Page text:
20 militants killed in South Waziristan: An Inter-Services Public Relations (ISPR) statement issued on November 22 said that troops have killed 20 militants in raids on a seminary and a camp in South Waziristan as part of ongoing operations against Al Qaeda-linked fighters. Eight people were killed at the seminary in Lalejai area, a military spokesman said in the statement. "In the Lalejai area, Maulvi Bashir's Madrassah (seminary) had been serving as a hub of terrorist activities from where miscreants had been launching frequent attacks against security forces and the civil population." Also, 12 terrorists were killed in a 'hand-to-hand' fight with security forces in Karam-Manzai Chund Khel area, where terrorists had made the local population hostage, the statement added. The News, Dawn, November 23, 2004


LTTE will launch freedom struggle if peace talks are further delayed, says Vellupillai Prabhakaran: The 'Leader' of the Liberation Tigers of Tamil Eelam (LTTE), Velupillai Prabhakaran, in a statement issued on the occasion of Heroes' Day on November 27, made an urgent appeal to the Government to resume peace negotiations based on the Interim Self Government Authority (ISGA) proposals. It warned the Government it would be compelled to advance the freedom struggle of their people, if the Government delayed negotiations. Referring to the ISGA proposals, he said: "If some elements of our proposals are deemed problematic or controversial, these issues can be resolved through discussions at the negotiating table. Once the interim administrative authority is institutionalised and becomes functional we are prepared to engage in negotiations for a permanent settlement to the ethnic problem". He added that "if the Government rejects our urgent appeal, adopts delaying tactics perpetuating the suffering of our people, we have no alternative other than to advance the freedom struggle of our nation." Tamil Net, November 28, 2004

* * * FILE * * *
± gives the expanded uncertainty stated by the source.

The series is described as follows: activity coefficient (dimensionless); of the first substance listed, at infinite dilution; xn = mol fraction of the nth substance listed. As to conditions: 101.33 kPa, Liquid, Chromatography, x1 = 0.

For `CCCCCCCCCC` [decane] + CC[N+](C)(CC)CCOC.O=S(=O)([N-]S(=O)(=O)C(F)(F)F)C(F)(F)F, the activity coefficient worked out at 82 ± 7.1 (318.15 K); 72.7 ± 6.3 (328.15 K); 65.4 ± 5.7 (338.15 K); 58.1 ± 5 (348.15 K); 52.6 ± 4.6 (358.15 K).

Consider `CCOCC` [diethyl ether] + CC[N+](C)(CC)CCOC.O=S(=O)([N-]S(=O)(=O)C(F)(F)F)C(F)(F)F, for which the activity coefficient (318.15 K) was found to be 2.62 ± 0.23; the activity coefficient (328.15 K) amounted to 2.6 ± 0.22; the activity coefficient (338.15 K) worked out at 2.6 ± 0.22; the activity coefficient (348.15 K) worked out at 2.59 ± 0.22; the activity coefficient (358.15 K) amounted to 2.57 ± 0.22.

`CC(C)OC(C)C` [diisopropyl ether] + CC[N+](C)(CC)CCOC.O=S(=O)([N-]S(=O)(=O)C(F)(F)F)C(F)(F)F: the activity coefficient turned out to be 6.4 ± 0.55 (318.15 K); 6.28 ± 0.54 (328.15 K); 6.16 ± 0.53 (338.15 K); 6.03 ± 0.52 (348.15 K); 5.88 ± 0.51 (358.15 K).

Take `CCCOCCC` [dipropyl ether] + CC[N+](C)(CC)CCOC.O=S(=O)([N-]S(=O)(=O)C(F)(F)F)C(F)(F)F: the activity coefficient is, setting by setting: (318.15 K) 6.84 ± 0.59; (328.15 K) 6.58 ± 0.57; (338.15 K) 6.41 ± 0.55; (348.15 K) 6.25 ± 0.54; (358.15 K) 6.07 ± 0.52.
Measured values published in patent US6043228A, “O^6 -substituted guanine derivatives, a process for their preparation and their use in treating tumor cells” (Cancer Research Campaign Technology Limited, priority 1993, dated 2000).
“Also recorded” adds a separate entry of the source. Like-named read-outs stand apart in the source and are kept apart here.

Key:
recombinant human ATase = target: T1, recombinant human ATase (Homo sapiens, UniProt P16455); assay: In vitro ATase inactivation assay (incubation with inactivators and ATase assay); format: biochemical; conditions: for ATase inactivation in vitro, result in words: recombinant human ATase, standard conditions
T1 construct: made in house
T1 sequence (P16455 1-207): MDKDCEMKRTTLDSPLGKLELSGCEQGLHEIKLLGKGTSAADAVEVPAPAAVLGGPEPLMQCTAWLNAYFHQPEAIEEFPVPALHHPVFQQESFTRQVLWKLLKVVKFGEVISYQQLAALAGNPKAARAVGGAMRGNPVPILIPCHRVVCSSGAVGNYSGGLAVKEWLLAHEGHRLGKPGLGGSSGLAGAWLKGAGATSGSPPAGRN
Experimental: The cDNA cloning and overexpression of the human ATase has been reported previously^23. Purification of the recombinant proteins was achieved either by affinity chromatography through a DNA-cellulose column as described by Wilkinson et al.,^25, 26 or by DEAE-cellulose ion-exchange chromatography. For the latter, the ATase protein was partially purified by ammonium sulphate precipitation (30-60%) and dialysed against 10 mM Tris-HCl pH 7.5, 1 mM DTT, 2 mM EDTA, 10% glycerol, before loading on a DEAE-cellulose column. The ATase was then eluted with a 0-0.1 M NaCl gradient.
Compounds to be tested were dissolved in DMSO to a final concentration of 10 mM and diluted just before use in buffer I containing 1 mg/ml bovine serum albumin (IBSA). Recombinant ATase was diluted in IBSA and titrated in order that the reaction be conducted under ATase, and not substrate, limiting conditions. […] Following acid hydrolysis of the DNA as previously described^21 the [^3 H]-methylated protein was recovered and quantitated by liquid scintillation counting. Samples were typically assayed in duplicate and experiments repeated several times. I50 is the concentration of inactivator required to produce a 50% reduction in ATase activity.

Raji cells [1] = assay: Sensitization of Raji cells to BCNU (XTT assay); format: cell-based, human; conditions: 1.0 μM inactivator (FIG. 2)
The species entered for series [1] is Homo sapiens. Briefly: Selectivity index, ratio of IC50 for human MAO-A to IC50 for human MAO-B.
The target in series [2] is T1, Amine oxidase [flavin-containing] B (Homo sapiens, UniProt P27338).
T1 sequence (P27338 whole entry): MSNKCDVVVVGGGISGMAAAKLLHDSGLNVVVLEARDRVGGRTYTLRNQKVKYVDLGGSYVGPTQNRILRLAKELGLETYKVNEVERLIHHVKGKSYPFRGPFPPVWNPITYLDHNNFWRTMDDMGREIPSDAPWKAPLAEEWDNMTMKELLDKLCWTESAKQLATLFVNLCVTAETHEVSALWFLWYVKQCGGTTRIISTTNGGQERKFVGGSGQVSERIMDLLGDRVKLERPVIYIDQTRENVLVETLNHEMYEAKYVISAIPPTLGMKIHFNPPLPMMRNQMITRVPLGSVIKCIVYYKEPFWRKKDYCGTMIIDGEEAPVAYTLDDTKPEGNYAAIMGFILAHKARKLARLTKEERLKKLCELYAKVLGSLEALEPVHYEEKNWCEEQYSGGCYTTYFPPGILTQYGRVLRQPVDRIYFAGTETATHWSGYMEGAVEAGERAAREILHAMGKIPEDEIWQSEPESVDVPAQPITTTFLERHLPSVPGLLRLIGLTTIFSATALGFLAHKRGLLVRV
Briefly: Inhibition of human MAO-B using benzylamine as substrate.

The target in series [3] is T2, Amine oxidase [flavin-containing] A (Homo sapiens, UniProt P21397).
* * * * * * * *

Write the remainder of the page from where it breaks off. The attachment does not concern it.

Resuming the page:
The South Asia Intelligence Review (SAIR) is a weekly service that brings you regular data, assessments and news briefs on terrorism, insurgencies and sub-conventional warfare, on counter-terrorism responses and policies, as well as on related economic, political, and social issues, in the South Asian region.